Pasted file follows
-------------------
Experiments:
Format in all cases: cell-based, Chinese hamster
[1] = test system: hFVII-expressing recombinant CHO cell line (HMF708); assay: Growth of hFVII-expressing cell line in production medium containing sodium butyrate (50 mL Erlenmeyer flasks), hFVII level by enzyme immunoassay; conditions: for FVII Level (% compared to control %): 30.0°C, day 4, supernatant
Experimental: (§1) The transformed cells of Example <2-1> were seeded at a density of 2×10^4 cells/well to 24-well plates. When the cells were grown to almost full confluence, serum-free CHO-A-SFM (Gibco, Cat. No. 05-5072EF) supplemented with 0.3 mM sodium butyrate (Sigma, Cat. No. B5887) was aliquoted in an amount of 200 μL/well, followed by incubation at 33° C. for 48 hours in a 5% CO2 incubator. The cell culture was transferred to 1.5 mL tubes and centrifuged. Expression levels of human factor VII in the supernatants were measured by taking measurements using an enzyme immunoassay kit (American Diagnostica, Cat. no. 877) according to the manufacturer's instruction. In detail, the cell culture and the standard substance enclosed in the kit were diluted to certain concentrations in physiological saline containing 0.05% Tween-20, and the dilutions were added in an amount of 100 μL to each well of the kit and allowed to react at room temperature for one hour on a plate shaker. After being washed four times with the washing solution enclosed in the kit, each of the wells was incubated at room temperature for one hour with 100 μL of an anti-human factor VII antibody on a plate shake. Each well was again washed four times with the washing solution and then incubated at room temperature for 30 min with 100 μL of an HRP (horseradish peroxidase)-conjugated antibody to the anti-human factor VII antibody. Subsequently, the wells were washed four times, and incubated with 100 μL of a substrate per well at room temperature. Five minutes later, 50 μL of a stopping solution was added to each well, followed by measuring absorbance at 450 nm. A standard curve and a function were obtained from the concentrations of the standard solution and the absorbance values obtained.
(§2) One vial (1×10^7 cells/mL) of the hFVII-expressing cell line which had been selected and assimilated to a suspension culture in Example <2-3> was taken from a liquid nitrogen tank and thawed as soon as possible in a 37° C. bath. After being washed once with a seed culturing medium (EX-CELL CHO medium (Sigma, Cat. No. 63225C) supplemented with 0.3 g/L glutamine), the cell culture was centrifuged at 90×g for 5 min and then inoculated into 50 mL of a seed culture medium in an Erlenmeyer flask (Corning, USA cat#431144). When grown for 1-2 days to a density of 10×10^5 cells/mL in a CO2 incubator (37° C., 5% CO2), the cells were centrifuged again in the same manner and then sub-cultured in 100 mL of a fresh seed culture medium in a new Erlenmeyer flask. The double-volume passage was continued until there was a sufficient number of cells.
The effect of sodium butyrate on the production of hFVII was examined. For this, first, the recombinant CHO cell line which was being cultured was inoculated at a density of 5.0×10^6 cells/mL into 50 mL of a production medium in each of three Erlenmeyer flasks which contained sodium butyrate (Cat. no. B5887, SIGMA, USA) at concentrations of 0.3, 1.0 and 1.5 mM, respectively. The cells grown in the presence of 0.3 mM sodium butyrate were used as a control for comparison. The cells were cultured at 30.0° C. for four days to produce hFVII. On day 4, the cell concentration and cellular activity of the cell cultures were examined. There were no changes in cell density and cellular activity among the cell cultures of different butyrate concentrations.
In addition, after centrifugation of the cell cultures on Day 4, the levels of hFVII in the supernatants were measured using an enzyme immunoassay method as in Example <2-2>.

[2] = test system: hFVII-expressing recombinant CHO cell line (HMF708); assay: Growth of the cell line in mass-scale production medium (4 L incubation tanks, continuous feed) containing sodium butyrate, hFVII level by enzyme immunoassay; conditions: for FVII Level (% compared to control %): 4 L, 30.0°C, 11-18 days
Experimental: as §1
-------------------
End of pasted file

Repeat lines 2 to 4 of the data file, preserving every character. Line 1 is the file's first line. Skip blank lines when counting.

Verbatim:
Format in all cases: cell-based, Chinese hamster
[1] = test system: hFVII-expressing recombinant CHO cell line (HMF708); assay: Growth of hFVII-expressing cell line in production medium containing sodium butyrate (50 mL Erlenmeyer flasks), hFVII level by enzyme immunoassay; conditions: for FVII Level (% compared to control %): 30.0°C, day 4, supernatant
Experimental: (§1) The transformed cells of Example <2-1> were seeded at a density of 2×10^4 cells/well to 24-well plates. When the cells were grown to almost full confluence, serum-free CHO-A-SFM (Gibco, Cat. No. 05-5072EF) supplemented with 0.3 mM sodium butyrate (Sigma, Cat. No. B5887) was aliquoted in an amount of 200 μL/well, followed by incubation at 33° C. for 48 hours in a 5% CO2 incubator. The cell culture was transferred to 1.5 mL tubes and centrifuged. Expression levels of human factor VII in the supernatants were measured by taking measurements using an enzyme immunoassay kit (American Diagnostica, Cat. no. 877) according to the manufacturer's instruction. In detail, the cell culture and the standard substance enclosed in the kit were diluted to certain concentrations in physiological saline containing 0.05% Tween-20, and the dilutions were added in an amount of 100 μL to each well of the kit and allowed to react at room temperature for one hour on a plate shaker. After being washed four times with the washing solution enclosed in the kit, each of the wells was incubated at room temperature for one hour with 100 μL of an anti-human factor VII antibody on a plate shake. Each well was again washed four times with the washing solution and then incubated at room temperature for 30 min with 100 μL of an HRP (horseradish peroxidase)-conjugated antibody to the anti-human factor VII antibody. Subsequently, the wells were washed four times, and incubated with 100 μL of a substrate per well at room temperature. Five minutes later, 50 μL of a stopping solution was added to each well, followed by measuring absorbance at 450 nm. A standard curve and a function were obtained from the concentrations of the standard solution and the absorbance values obtained.